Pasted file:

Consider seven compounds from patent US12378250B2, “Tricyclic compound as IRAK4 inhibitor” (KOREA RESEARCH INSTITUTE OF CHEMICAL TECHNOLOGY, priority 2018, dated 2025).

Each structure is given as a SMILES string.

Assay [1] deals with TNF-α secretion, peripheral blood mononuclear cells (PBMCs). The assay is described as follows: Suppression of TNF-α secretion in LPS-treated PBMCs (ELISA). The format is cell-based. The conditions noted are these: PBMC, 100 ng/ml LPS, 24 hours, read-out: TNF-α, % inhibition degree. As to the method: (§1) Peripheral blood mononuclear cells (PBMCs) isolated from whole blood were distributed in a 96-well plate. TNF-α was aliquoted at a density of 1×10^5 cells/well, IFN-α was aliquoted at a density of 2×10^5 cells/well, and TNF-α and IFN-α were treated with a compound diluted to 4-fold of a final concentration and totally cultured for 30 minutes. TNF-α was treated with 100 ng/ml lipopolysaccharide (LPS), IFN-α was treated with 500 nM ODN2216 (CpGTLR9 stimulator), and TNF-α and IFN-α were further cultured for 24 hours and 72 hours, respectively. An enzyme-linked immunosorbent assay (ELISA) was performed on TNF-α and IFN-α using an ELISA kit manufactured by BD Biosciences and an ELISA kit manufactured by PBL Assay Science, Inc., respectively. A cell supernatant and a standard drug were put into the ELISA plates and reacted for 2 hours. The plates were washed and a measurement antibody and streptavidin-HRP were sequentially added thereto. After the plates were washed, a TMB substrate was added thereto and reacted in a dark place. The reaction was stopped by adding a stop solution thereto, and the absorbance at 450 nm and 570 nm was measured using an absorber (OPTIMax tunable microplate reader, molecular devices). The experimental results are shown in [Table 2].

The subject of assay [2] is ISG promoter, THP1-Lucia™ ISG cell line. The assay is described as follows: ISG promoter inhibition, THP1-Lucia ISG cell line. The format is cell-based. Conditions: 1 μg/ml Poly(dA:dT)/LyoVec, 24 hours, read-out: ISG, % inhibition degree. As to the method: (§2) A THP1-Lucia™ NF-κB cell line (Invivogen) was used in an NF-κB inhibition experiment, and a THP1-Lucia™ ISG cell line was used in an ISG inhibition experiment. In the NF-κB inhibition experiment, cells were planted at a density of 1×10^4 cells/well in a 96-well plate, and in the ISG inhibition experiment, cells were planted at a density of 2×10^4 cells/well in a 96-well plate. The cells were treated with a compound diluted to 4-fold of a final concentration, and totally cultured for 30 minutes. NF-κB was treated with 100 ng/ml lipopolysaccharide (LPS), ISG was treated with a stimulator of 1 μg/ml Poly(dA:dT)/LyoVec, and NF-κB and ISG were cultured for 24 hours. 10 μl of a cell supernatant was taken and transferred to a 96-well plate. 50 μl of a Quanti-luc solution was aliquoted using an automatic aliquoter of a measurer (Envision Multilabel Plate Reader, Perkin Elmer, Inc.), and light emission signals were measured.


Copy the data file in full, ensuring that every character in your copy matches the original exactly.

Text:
Consider seven compounds from patent US12378250B2, “Tricyclic compound as IRAK4 inhibitor” (KOREA RESEARCH INSTITUTE OF CHEMICAL TECHNOLOGY, priority 2018, dated 2025).

Each structure is given as a SMILES string.

Assay [1] deals with TNF-α secretion, peripheral blood mononuclear cells (PBMCs). The assay is described as follows: Suppression of TNF-α secretion in LPS-treated PBMCs (ELISA). The format is cell-based. The conditions noted are these: PBMC, 100 ng/ml LPS, 24 hours, read-out: TNF-α, % inhibition degree. As to the method: (§1) Peripheral blood mononuclear cells (PBMCs) isolated from whole blood were distributed in a 96-well plate. TNF-α was aliquoted at a density of 1×10^5 cells/well, IFN-α was aliquoted at a density of 2×10^5 cells/well, and TNF-α and IFN-α were treated with a compound diluted to 4-fold of a final concentration and totally cultured for 30 minutes. TNF-α was treated with 100 ng/ml lipopolysaccharide (LPS), IFN-α was treated with 500 nM ODN2216 (CpGTLR9 stimulator), and TNF-α and IFN-α were further cultured for 24 hours and 72 hours, respectively. An enzyme-linked immunosorbent assay (ELISA) was performed on TNF-α and IFN-α using an ELISA kit manufactured by BD Biosciences and an ELISA kit manufactured by PBL Assay Science, Inc., respectively. A cell supernatant and a standard drug were put into the ELISA plates and reacted for 2 hours. The plates were washed and a measurement antibody and streptavidin-HRP were sequentially added thereto. After the plates were washed, a TMB substrate was added thereto and reacted in a dark place. The reaction was stopped by adding a stop solution thereto, and the absorbance at 450 nm and 570 nm was measured using an absorber (OPTIMax tunable microplate reader, molecular devices). The experimental results are shown in [Table 2].

The subject of assay [2] is ISG promoter, THP1-Lucia™ ISG cell line. The assay is described as follows: ISG promoter inhibition, THP1-Lucia ISG cell line. The format is cell-based. Conditions: 1 μg/ml Poly(dA:dT)/LyoVec, 24 hours, read-out: ISG, % inhibition degree. As to the method: (§2) A THP1-Lucia™ NF-κB cell line (Invivogen) was used in an NF-κB inhibition experiment, and a THP1-Lucia™ ISG cell line was used in an ISG inhibition experiment. In the NF-κB inhibition experiment, cells were planted at a density of 1×10^4 cells/well in a 96-well plate, and in the ISG inhibition experiment, cells were planted at a density of 2×10^4 cells/well in a 96-well plate. The cells were treated with a compound diluted to 4-fold of a final concentration, and totally cultured for 30 minutes. NF-κB was treated with 100 ng/ml lipopolysaccharide (LPS), ISG was treated with a stimulator of 1 μg/ml Poly(dA:dT)/LyoVec, and NF-κB and ISG were cultured for 24 hours. 10 μl of a cell supernatant was taken and transferred to a 96-well plate. 50 μl of a Quanti-luc solution was aliquoted using an automatic aliquoter of a measurer (Envision Multilabel Plate Reader, Perkin Elmer, Inc.), and light emission signals were measured.